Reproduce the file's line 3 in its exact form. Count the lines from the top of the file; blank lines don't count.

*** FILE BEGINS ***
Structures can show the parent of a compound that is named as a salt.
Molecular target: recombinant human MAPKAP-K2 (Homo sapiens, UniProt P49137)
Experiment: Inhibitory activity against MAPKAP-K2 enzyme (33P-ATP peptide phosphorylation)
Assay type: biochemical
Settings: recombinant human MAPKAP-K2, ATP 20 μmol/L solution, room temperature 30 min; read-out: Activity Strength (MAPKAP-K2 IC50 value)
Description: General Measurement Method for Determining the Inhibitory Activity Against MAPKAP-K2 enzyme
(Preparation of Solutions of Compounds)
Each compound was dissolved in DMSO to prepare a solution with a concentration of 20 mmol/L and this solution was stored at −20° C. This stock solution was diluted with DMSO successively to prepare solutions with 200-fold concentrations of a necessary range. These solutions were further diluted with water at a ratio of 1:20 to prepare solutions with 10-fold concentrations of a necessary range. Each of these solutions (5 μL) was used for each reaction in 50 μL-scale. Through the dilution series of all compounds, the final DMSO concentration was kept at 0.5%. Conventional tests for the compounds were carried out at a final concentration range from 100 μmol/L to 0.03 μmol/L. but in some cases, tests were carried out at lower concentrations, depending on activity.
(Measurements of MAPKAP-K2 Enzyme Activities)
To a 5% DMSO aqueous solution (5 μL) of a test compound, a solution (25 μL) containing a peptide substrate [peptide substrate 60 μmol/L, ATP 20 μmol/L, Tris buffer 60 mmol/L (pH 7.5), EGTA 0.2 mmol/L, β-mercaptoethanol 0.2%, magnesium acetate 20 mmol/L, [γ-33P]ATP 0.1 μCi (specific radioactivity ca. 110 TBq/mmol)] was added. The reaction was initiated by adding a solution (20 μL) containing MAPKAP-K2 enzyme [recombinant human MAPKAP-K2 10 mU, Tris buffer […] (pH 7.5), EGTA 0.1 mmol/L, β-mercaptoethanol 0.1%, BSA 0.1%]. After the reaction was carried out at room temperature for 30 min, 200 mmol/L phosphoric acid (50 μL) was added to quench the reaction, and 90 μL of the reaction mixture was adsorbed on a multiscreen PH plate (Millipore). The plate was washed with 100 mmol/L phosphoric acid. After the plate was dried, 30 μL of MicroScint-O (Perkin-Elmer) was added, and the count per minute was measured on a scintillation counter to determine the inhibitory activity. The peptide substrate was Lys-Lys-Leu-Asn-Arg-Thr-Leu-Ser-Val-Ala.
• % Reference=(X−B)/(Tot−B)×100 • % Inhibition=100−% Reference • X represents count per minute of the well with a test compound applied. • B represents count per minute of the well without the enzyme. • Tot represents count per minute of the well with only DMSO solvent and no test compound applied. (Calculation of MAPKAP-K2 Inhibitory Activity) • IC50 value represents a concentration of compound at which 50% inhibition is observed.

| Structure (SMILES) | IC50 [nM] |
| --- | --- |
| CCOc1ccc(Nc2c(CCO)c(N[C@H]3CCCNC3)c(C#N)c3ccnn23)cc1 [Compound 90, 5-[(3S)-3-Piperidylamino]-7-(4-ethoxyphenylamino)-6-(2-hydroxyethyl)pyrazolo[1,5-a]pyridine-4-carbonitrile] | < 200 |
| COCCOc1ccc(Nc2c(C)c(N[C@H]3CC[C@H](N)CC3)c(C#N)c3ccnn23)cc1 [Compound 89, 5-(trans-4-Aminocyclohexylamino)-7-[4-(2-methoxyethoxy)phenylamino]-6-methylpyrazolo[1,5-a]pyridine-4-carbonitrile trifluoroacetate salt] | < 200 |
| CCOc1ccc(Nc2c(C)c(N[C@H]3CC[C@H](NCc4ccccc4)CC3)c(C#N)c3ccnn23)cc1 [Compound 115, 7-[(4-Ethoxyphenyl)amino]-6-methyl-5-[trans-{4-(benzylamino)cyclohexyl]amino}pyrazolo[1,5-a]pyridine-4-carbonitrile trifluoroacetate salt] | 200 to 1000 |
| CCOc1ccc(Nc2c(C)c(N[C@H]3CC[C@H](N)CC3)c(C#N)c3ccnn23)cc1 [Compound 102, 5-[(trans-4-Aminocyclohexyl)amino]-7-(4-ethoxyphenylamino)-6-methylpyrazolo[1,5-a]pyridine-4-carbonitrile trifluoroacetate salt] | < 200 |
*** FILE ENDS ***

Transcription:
Experiment: Inhibitory activity against MAPKAP-K2 enzyme (33P-ATP peptide phosphorylation)